@Lane Cooper For my duplex I used an FHA loan which was perfect because it required very little money down and allowed me to keep cash liquid as I search for another deal. Like Omar mentioned above my monthly payments are a bit higher because of the loan and the associated PMI however the rent that I take in is high enough that it offsets that difference. Also like Omar mentioned you'll want to screen your tenants to make sure they will be reliable and you won't end up out of luck when it comes time to pay your mortgage.

Regarding the duplex you are looking at. If the duplex is vacant at the moment determine what you can rent each unit for. I like to run my numbers as though both sides are occupied since I won't be living there forever! Then determine what you can pay for it! Depending on the cost of the home hopefully the rent from one side covers the entire mortgage if not more!

Can you share with me a little bit more about your experience using FHA? How long did your process take? I'm also looking at that option. Also, in the event that the property needs work, I have an approved and experienced contractor if I need the 203k rehab loan option.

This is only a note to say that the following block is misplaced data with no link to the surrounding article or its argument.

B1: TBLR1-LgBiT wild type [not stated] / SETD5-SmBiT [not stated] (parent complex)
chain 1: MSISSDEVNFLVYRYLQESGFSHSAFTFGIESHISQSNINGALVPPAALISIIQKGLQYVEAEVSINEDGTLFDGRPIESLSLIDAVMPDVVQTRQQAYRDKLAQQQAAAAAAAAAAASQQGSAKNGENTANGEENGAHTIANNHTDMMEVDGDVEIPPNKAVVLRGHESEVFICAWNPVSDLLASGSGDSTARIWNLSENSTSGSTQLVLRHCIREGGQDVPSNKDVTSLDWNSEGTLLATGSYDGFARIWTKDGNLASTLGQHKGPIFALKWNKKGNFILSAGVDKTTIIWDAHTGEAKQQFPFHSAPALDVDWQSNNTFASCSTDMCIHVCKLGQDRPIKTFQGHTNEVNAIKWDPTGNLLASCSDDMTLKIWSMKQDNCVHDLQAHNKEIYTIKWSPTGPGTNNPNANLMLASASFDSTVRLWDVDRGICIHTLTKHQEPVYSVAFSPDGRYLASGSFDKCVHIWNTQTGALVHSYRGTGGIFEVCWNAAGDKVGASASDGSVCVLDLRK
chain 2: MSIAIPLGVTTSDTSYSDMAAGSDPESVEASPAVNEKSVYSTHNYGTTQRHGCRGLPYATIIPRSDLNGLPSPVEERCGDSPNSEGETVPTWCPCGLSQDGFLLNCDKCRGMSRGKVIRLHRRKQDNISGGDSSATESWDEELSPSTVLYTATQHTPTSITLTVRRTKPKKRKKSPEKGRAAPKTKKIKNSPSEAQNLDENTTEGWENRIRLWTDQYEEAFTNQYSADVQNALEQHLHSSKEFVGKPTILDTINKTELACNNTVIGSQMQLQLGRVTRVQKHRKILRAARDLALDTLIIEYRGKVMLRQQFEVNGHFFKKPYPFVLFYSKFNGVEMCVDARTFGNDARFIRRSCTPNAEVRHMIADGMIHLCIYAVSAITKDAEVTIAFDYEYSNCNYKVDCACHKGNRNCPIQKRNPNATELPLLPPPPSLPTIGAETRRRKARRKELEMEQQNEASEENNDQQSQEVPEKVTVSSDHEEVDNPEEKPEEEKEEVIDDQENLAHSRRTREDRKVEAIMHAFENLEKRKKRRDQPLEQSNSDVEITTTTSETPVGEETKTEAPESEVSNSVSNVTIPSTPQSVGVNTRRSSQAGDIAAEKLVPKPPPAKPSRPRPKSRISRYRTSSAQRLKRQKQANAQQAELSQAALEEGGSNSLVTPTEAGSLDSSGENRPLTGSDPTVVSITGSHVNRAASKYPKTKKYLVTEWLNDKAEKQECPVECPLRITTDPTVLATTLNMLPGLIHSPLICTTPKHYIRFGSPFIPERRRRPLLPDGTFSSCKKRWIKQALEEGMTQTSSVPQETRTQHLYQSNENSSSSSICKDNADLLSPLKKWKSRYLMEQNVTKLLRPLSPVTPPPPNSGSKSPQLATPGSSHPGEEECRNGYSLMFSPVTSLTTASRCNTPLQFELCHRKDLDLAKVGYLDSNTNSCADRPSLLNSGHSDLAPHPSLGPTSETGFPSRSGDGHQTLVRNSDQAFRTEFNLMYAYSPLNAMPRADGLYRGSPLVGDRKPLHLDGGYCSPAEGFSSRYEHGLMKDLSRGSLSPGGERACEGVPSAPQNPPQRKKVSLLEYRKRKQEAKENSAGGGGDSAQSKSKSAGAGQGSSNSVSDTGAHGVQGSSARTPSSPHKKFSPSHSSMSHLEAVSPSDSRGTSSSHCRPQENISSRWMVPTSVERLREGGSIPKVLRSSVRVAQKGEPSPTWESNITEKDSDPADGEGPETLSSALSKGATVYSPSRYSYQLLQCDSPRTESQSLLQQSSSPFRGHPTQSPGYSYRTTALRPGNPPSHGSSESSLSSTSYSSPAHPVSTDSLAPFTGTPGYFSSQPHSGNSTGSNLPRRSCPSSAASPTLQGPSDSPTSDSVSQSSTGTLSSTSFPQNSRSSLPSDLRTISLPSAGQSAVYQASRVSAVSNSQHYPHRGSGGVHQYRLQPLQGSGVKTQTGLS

@Felicia Richardson I just went through the FHA duplex purchase process (closed about a week ago) and if you work with a lender experienced in FHA's it's not that difficult, really doesn't take much longer than a traditional mortgage. You do have to sign extra paperwork at closing stating your intentions to live in the property, the property have to be in livable condition (i.e. things the appraiser notes as issues will have to be fixed before closing, woodrot being the biggest issue), and you are required to be living in the property within 60 days of purchase (not sure that is true for 203k FHA's). The one issue I ran into that you may not if you go the 203k rehab route is that sellers are often much less likely to choose a FHA offer over a traditional mortgage or all cash offer due to the extra requirements of livability that FHA's have. In the end I had to find an off-market deal in order to get a duplex in the area I wanted as every time I made an offer on an already listed property I was passed over due to using FHA.

Originally posted by @Kevin S. :